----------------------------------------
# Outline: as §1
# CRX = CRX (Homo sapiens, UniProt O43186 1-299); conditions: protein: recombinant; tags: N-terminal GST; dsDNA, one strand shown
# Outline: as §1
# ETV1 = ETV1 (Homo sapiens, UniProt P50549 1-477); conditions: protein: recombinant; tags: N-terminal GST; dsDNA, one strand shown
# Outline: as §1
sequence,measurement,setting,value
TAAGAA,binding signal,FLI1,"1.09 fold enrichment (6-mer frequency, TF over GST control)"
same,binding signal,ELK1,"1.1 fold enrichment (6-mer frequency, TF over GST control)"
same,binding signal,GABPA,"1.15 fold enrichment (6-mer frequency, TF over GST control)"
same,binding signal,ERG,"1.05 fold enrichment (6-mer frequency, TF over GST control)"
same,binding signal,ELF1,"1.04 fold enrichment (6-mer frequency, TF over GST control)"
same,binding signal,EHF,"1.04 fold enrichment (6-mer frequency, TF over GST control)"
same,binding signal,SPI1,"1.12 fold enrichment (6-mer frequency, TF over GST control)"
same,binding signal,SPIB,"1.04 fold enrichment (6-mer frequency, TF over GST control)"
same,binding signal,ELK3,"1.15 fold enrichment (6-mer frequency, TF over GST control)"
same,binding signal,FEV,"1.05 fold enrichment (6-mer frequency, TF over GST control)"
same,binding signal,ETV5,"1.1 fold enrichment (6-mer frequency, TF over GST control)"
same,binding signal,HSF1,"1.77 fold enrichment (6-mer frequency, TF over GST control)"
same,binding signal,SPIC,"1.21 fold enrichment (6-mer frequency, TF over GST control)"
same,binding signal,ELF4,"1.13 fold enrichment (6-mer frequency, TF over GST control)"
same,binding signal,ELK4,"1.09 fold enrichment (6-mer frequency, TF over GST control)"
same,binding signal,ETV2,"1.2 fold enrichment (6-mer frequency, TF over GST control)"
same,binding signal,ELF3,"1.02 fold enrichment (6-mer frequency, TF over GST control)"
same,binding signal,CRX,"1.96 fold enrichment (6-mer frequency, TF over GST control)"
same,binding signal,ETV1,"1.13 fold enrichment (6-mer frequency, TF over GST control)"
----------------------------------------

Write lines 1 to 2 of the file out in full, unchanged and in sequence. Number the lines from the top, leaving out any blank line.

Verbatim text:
# Outline: as §1
# CRX = CRX (Homo sapiens, UniProt O43186 1-299); conditions: protein: recombinant; tags: N-terminal GST; dsDNA, one strand shown